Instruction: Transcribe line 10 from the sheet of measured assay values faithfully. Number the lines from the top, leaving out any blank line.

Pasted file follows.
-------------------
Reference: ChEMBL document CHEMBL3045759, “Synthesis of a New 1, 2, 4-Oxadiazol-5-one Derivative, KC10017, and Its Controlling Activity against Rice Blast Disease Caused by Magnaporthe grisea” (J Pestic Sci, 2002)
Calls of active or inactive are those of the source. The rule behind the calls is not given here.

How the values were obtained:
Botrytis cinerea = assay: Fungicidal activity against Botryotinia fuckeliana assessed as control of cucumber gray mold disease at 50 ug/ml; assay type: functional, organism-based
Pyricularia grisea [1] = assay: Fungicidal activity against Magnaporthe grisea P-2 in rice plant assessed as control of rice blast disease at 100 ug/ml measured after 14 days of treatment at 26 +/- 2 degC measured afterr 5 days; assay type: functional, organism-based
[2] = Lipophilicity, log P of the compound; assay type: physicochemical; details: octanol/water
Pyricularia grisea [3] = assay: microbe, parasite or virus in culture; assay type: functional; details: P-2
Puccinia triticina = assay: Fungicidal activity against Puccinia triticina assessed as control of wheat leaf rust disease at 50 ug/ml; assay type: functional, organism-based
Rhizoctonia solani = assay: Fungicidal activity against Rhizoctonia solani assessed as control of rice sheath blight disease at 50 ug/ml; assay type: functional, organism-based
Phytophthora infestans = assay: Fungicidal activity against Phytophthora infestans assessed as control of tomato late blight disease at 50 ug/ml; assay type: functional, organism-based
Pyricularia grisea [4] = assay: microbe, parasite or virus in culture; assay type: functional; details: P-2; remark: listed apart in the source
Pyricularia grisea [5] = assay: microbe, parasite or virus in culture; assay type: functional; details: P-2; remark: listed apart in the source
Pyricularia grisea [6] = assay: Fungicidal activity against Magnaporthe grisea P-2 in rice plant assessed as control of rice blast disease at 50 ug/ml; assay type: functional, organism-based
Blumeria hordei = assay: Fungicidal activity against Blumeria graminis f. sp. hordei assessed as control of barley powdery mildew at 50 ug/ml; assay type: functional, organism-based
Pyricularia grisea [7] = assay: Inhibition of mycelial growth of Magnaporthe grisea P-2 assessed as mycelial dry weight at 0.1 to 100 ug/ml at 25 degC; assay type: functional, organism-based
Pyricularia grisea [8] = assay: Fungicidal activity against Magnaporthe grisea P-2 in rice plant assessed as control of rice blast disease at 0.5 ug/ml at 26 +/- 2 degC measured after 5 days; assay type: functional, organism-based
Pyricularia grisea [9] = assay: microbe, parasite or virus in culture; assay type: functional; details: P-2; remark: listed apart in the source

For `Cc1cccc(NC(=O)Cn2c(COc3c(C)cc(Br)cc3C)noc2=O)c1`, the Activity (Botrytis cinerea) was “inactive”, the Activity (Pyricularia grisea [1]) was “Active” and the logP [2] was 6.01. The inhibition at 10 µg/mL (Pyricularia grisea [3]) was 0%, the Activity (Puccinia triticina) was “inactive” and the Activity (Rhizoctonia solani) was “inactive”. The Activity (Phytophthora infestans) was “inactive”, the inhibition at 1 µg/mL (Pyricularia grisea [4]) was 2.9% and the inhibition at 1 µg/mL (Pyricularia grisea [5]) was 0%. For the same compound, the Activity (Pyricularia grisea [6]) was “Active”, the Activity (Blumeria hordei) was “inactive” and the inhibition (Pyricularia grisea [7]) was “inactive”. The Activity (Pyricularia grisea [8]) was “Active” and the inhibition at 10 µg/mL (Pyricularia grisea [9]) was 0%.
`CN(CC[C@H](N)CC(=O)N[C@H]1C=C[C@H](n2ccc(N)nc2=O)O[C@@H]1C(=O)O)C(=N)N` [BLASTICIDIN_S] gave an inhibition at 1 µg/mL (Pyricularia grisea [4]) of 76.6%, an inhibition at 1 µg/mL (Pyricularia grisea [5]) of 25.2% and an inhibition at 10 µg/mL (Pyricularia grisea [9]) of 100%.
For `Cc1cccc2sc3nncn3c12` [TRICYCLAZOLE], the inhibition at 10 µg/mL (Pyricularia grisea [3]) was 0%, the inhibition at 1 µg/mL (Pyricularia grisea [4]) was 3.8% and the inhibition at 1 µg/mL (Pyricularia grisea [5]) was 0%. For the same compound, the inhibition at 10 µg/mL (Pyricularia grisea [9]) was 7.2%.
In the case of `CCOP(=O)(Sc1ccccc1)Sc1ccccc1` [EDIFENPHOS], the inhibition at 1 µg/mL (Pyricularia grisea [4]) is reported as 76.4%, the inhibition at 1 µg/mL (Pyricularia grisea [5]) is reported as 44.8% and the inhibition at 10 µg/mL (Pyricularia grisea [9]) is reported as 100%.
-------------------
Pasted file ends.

Phytophthora infestans = assay: Fungicidal activity against Phytophthora infestans assessed as control of tomato late blight disease at 50 ug/ml; assay type: functional, organism-based